Offline antithesis

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Re: Belkin N50 analogue & keyswitch mod
« Reply #3 on: 03:10 PM - 02/03/21 »
All that aim assist rings do is make the analog stick harder to move and create unpredictable input. I sold them as "stick drift removers" because they are terrible at their stated purpose. I recommend not using one in your project.

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Offline Pistol451

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Re: Belkin N50 analogue & keyswitch mod
« Reply #4 on: 05:29 AM - 02/05/21 »
All that aim assist rings do is make the analog stick harder to move and create unpredictable input. I sold them as "stick drift removers" because they are terrible at their stated purpose. I recommend not using one in your project.


I was thinking of the rubber boot type, cutting them up and just using the upper section, so it hopefully wouldn't affect the stick too much; but I don't think I'll bother, unless I find there is a problem.

Offline Pistol451

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Re: Belkin N50 analogue & keyswitch mod
« Reply #5 on: 08:28 AM - 02/09/21 »
Progress! I've installed the Cherry keyswitches.



There's a bit of fettling still to do before I can wire everything up: one of the switches isn't quite straight, and a couple are too tight which is squeezing the body of the switch enough to make them stick a bit. It's going to be a bit tight in there with all the wiring for the keyboard matrix and the LEDs; hopefully my soldering won't be too messy  :-\


Keycaps wise, I had planned on re-using the original ones, to keep it looking as stock as possible; I then thought it would be easier just to use some cheap Cherry-compatible ones to save time and effort, however I was shocked at the price of keycaps! So decided to press on with recycling the existing ones. I was inspired by this mod which inserted the posts off salvaged keycaps into the original ones from an N52: https://www.youtube.com/watch?v=YGwiPFXg_e4 Since I don't have any salvaged keycaps, but I do know someone with a 3D printer, I designed some adapters to fit into the N50's keycaps once I'd cut their posts off level with the bottom of the key.



Have to wait until I get a test one printed to see if it works OK.


I did also come up against an issue with the Teensy, which I thought might be worth documenting here, since it wasn't something I had come across in my research beforehand. I had to invert my X and Y axes in the code (thanks for the assistance @tuffrabit!), and after I reflashed the Teensy, it stopped showing up as a controller in joy.cpl!!



Turns out, this is a known issue with Windows - due to some crummy way it manages HID interfaces, it will sometimes just mess up and assign the wrong drivers or something to a previously working Teensy! It can be fixed either by deleting the registry entries associated with the device, or changing the serial number of the Teensy in the sketch. Either way, Windows will then detect it as a new device again and it will work once more. This discussion topic details the method - also confirmed by tuffrabit via email! https://forum.pjrc.com/threads/23566-Teensyduino-USB-Joystick-no-data-driver-problem-workaround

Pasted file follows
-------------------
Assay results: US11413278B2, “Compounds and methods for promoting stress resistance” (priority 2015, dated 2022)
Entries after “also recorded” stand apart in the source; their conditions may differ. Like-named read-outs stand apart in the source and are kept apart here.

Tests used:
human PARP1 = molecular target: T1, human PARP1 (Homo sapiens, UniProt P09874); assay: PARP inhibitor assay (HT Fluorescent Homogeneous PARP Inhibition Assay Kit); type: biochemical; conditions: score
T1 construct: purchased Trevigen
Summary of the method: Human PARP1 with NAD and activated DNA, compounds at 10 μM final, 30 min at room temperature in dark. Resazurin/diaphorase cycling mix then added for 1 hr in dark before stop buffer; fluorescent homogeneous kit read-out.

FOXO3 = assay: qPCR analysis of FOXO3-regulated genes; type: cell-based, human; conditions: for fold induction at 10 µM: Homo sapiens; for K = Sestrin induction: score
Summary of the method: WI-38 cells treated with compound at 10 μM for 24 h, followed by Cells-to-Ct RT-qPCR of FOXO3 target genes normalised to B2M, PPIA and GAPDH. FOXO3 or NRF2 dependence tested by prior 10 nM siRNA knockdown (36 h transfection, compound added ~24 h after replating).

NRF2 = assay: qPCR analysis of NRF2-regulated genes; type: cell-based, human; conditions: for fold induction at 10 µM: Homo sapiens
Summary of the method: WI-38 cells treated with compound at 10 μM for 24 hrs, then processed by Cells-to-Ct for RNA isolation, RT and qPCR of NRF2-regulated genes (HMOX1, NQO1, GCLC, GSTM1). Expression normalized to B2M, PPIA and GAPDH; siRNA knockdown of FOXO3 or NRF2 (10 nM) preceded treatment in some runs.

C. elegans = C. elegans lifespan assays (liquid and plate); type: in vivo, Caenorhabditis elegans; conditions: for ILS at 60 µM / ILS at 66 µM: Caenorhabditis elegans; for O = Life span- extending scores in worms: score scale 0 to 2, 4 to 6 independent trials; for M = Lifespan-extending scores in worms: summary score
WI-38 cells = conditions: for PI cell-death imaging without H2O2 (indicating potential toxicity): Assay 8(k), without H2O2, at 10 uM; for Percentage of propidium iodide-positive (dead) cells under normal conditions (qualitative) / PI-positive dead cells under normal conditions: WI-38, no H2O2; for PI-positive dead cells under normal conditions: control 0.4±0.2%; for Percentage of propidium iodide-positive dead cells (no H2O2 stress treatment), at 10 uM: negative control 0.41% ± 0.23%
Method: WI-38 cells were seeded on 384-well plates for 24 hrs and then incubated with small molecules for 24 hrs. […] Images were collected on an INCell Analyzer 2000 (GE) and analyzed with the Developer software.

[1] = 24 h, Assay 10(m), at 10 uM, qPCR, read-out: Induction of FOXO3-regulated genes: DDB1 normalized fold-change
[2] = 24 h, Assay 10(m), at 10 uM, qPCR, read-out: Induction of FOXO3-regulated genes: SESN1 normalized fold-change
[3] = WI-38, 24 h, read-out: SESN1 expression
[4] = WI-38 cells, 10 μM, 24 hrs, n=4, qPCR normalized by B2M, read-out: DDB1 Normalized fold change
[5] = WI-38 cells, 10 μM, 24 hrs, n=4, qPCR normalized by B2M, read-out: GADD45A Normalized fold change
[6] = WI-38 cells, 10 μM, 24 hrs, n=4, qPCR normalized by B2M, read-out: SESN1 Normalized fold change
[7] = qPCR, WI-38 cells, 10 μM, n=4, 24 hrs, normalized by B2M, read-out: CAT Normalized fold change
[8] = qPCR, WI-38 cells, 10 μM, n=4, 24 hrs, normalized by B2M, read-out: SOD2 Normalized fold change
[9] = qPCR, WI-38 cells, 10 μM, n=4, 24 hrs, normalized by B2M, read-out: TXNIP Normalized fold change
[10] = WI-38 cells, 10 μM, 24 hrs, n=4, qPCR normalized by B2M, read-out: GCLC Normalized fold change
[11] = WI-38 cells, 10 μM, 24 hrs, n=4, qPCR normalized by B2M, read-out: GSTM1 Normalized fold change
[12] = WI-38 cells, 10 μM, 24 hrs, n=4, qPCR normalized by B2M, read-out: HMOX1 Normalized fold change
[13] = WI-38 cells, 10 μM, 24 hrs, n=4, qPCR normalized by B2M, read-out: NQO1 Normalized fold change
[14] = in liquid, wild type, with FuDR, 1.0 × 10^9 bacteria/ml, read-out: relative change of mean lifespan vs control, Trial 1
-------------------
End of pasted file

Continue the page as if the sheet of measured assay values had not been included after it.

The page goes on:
I haven't done that yet, as the PC I'm using to program the Teensy isn't actually the one I need it to work with, so as long as I can continue to flash it there's no real issue for now. Connecting it up to another PC shows it is still working just fine!

Offline Pistol451

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Re: Belkin N50 analogue & keyswitch mod
« Reply #6 on: 08:47 AM - 02/17/21 »
Bit more progress since the last post. I've now wired up my keyboard rows and columns!



Haven't wired them up to the teensy just yet, and the LEDs are giving me some cause for concern - there's not a lot of space left, so wiring them all up is going to be tricky. I've left that for another day for now!

Another issue I found was that the keyswitch in the top right of the pic clashes slightly with the curved section of the base; not by a lot, but enough to put pressure on it if you try to close the case up tight. There are tiny bumps on each corner of the keyswitches, so I cut that off, and filed it down a tiny bit; that was enough to alleviate the pressure.

When wiring up the keyboard matrix, solid core wire really helps! You can form a little loop in the wire and pop it over the pins, makes soldering them a doddle. Same goes for the diode legs. I had forgotten how hard it is to solder more than two things together, if you're working with stranded wire, twist them together prior to soldering. I used this method to daisy chain as many ground connections together as possible to save on excess wiring.

I've also dry-fitted the encoder wheel, not soldered it yet but with a few modifications it's a good fit, and saves so much space inside!



To make it fit, I had to dremel a small recess in the wheel, and file a bit off the end of the encoder shaft, and a little off the shoulder:


Also needed to shorten the vertical plate on the base that it sits on by a bit. Take this easy, a bit at a time, as you can always take more off but you can't put it back on if you go too far!!



I also decided that the N50 just doesn't have enough keys, so I added a few long shaft tactile switches near the joystick module for some extra buttons:



I think they're a bit too long, but I haven't shortened them yet as I want to see what they're like in use (again, easy to shorten, impossible to lengthen). There's also another button and a status LED in front of the scroll wheel but I haven't wired those up or photographed them yet.

Still a way to go yet, I need to finish connecting everything up and test it all works before I hot glue all the components in place. I think I've figured out the encoder wheel code, so getting that wired up will be a big step forward!